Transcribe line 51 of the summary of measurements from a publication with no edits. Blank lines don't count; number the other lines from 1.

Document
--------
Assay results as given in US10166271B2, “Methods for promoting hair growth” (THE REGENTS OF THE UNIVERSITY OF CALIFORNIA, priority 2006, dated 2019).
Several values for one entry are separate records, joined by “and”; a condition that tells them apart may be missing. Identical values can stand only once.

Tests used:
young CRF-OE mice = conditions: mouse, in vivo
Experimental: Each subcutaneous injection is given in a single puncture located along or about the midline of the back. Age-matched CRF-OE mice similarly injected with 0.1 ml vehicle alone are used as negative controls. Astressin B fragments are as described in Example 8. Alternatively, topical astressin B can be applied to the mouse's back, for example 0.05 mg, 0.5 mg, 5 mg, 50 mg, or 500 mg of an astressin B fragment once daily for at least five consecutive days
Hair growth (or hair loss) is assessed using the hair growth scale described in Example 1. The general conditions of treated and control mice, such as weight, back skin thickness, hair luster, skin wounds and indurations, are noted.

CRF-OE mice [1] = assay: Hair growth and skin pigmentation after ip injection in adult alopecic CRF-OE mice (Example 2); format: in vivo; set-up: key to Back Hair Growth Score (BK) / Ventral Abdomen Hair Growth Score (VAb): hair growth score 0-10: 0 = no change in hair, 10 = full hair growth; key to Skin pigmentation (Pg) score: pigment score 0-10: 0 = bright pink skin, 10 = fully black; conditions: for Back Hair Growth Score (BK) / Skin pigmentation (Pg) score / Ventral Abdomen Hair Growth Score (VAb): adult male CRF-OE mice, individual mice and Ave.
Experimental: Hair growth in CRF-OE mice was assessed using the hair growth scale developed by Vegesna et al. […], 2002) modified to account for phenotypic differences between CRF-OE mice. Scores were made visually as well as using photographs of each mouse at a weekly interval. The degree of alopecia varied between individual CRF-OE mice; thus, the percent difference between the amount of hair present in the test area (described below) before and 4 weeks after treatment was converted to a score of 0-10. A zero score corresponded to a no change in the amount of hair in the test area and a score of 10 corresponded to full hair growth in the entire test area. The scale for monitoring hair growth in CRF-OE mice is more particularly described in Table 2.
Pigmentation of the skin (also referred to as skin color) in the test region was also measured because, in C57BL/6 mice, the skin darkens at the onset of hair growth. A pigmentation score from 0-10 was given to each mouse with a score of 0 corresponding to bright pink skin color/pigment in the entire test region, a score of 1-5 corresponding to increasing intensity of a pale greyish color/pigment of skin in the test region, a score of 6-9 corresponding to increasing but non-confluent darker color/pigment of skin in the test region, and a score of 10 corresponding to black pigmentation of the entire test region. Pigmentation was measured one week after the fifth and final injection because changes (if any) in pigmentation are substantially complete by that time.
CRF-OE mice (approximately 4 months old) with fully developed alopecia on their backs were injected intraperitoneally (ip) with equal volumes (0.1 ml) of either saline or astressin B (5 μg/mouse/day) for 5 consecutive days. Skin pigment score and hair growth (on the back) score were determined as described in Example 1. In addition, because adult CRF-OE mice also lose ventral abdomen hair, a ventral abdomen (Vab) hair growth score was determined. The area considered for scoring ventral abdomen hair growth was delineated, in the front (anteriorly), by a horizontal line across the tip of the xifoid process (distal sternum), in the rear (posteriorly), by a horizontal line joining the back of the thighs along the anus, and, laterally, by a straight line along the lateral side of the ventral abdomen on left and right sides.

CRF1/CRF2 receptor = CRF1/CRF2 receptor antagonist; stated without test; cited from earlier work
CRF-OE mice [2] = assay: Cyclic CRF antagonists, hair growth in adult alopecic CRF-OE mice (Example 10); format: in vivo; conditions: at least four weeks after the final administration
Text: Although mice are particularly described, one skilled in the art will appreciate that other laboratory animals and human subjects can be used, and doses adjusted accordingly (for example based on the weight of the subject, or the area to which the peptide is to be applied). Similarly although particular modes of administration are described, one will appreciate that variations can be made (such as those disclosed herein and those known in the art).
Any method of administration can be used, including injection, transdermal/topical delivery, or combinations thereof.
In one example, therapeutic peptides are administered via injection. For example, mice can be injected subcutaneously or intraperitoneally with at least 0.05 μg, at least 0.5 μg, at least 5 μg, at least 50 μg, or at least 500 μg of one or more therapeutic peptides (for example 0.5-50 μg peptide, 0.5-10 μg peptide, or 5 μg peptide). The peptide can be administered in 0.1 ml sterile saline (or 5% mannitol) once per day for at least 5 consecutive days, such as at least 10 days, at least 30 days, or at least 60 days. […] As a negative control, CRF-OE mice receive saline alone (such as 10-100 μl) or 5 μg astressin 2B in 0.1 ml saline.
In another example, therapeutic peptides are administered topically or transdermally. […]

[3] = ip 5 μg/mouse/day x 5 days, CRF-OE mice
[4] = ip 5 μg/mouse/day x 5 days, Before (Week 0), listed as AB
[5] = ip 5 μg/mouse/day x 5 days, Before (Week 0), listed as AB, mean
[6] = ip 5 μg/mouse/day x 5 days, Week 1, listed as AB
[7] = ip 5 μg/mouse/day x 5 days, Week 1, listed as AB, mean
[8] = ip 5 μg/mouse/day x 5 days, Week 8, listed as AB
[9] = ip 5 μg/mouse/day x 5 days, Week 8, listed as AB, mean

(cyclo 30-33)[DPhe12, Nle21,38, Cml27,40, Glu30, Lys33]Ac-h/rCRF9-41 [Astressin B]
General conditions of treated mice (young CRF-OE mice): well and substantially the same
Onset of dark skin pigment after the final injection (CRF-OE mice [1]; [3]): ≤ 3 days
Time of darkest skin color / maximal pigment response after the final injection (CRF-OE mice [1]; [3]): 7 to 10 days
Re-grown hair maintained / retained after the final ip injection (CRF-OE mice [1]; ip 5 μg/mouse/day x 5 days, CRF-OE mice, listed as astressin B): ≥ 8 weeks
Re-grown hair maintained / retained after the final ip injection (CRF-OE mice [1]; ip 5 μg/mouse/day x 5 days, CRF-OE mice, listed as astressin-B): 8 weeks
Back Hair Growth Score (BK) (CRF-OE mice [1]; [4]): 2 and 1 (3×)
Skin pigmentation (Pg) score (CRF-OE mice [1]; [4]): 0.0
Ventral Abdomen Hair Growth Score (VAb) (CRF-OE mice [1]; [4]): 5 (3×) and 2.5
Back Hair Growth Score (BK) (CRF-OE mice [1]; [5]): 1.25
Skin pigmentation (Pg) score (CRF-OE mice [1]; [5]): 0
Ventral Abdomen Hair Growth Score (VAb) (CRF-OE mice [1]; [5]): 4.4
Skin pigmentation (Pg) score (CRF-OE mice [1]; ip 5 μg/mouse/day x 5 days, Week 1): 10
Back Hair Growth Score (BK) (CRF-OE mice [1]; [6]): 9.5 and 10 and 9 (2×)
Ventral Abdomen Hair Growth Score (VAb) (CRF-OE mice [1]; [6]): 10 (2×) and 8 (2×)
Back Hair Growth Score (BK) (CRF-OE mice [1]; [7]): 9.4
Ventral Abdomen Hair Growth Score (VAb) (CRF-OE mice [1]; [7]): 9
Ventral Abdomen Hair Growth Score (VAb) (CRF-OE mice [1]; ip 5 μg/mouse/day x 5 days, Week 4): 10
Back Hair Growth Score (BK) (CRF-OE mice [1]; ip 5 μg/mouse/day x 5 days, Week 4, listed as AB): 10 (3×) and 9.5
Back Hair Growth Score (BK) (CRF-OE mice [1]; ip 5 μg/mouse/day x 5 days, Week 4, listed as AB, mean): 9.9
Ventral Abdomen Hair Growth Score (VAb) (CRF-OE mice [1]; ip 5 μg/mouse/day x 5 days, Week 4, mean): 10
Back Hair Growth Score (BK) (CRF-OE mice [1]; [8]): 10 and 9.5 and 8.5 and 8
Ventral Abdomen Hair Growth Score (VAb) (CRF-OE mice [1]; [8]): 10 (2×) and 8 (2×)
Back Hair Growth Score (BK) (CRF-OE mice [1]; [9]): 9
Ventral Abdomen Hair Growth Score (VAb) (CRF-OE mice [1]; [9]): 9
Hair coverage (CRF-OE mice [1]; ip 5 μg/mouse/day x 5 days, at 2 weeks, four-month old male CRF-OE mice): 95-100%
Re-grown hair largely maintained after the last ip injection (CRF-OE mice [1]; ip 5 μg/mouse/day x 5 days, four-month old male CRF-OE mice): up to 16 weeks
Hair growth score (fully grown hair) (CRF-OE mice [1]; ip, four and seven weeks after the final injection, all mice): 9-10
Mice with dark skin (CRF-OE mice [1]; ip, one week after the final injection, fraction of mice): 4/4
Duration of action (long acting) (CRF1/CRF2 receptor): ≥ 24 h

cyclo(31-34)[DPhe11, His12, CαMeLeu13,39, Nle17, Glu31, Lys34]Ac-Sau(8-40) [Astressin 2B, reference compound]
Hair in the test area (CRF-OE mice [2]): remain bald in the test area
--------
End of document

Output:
Hair growth score (fully grown hair) (CRF-OE mice [1]; ip, four and seven weeks after the final injection, all mice): 9-10